All the presents are wrapped. My cooking schedule is slap bang up to date. The house is tidy. Ish. Our guests arrive tomorrow. Christmas is nearly here and all I have to say is: Bring It On.
Going to go collapse now.
Thursday, 18 December 2008
So with much drum rolling, I would like to unveil my Christmas menu. If it sounds rubbish, lie and tell me it sounds marvellous. That way I won't have to go through the whole tedious process again. I must emphasise that this took a LOT of whittling down as I'd quite like to have made more. But I fear I will keel over from the effort of it all and we might be accused of gluttony.
Xmas drinks and nibbles with friends on Sunday:
Rosemary gin & tonics
Mulled Winter Pimms with apple juice
Cranberry and soy glazed cocktail sausages
Asparagus with parmesan dipping sauce
Xmas Eve - afternoon tea pre crib service at church:
Home made mince pies with brandy butter (bought although I've been told it's dead simple to make but it's a bridge too far), tea (in my shiny silver teapot)
Spiced nuts (made by my own fair hand)
Lamb & date tagine
Red onion and pomegranate salad
Festive Cous cous
Green salad with pine nuts
Cranberry, orange and almond pudding with custard
Mango, blueberry, pomegrante salad with lime
Natural greek yogurt
Granola (sniff - I wanted to make this but it too would have ended up being like Operation Market Garden and the old Arnhem bridge)
Champagne and nibbles (nibbles largely bought rather than made)
Turkey with lemon/sage butter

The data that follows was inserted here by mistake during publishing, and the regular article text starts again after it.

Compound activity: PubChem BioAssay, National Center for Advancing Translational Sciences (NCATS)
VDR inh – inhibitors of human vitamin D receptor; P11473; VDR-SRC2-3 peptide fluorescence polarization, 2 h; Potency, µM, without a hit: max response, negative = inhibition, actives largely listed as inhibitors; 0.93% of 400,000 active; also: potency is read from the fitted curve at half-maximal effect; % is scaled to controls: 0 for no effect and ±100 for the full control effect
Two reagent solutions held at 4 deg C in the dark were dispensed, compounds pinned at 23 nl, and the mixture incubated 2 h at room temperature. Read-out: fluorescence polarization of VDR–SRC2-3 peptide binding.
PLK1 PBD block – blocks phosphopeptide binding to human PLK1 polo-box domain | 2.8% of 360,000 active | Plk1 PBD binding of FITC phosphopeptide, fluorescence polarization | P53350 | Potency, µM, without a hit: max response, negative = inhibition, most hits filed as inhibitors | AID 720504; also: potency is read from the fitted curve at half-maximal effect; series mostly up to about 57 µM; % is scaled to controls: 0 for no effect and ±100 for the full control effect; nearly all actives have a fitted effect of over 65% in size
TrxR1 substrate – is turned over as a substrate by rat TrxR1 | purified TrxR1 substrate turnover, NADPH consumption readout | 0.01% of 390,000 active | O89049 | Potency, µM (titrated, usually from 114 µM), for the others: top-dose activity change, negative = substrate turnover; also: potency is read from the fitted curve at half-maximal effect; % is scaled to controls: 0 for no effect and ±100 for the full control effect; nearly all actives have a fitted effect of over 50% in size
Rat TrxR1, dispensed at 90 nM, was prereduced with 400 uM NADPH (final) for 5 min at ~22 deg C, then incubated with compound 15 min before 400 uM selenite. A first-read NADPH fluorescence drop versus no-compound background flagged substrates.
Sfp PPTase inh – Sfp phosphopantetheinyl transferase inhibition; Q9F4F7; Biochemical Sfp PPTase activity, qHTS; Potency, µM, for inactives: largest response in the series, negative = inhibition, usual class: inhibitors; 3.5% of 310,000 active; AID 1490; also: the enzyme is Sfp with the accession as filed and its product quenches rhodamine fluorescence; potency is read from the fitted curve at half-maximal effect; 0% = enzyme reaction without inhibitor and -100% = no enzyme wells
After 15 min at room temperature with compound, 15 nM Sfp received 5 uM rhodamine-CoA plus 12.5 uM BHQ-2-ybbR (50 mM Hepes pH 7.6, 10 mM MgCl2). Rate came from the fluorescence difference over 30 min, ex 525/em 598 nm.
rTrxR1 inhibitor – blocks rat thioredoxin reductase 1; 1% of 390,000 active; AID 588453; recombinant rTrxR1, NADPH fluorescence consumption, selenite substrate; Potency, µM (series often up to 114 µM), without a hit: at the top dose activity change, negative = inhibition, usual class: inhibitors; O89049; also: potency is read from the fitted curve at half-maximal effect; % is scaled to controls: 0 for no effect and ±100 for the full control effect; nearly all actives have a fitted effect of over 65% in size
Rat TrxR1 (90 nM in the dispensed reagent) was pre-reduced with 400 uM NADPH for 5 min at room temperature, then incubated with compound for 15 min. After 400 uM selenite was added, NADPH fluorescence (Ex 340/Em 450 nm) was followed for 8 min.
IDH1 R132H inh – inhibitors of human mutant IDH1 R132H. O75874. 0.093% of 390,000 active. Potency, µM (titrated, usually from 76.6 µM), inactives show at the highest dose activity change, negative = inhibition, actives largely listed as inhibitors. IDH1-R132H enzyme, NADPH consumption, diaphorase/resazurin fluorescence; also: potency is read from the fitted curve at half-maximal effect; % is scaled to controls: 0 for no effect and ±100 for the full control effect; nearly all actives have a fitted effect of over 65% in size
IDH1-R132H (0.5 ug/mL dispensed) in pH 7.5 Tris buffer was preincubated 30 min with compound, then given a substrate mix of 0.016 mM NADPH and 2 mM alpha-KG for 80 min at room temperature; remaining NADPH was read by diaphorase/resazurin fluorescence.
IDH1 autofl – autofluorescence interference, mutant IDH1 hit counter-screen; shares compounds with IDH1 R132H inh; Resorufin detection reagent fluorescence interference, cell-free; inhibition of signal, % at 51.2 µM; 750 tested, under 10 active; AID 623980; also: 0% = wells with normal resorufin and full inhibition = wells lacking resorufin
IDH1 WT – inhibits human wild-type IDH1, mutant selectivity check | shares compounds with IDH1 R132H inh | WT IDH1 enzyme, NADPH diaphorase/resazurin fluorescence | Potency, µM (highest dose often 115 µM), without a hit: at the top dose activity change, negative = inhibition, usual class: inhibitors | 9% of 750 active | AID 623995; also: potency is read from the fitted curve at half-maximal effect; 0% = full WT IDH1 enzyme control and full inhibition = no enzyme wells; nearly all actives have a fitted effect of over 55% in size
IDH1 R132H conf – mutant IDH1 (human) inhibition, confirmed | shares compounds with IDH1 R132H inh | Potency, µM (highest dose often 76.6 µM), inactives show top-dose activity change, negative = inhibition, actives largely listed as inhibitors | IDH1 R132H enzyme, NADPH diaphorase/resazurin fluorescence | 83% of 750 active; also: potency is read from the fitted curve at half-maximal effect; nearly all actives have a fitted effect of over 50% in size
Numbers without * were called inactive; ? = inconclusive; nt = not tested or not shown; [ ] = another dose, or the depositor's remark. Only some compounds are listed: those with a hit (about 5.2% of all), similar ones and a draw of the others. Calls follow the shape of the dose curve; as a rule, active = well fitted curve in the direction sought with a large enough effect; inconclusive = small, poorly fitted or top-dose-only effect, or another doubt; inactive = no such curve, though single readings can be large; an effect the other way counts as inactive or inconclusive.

Super crunchy roast potatoes
Maple glazed parsnips
Lemony/sagey turkey gravy
Red cabbage with apple and pomegranate juice
Lemon and tarragon carrots
Green beans, baby leeks and asparagus with sesame seeds
Boozy cranberry sauce
Apple and calvados pudding with cream
Cheese board washed down with gaviscon
Eggs and soldiers for breakfast
Lunch or supper depending on what we're doing:
Roast applewood smoked gammon
Dauphinois potatoes and parsnips with porcini mushrooms
Leftover red cabbage
On the 27th I'll probably have to go shopping again and start all over.
But for now, let the feasting begin!
Wednesday, 17 December 2008
I have spent the ENTIRE evening planning our Christmas eating extravaganza. Normally this is something I love doing. This year it's been hard work. Mainly because I'm tired. The bags under my eyes keep getting in the way of my pencil as I scribble out menu ideas. But also because last year and the year before I felt I kinda outdid myself (if I don't mind saying so myself) so really I can only go downhill from here.
I rushed out and bought the Nigella Christmas book today - that's how sad I am. It's not that I want to learn how to voluptuously lick bread sauce off a spoon, I just need some inspiration. And I found it. But sadly, I didn't limit myself to Nigella. I've also called on Gary Rhodes, several different Olive magazines from Christmasses past, my Cocktails book and a second Nigella book, with Delia loitering in the background as a standby.
My Christmas meal planning goes as follows: